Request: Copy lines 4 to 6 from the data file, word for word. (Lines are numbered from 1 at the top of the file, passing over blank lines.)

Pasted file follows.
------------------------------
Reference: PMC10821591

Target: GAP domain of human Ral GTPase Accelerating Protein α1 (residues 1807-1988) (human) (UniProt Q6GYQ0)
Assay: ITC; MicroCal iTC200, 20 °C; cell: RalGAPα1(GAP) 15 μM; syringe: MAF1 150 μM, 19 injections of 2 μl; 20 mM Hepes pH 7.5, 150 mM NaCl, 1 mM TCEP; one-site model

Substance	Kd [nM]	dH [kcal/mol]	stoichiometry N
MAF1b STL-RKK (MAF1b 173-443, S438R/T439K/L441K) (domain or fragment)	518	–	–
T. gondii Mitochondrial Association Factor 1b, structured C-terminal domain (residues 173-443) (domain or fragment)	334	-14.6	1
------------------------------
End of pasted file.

Substance	Kd [nM]	dH [kcal/mol]	stoichiometry N
MAF1b STL-RKK (MAF1b 173-443, S438R/T439K/L441K) (domain or fragment)	518	–	–
T. gondii Mitochondrial Association Factor 1b, structured C-terminal domain (residues 173-443) (domain or fragment)	334	-14.6	1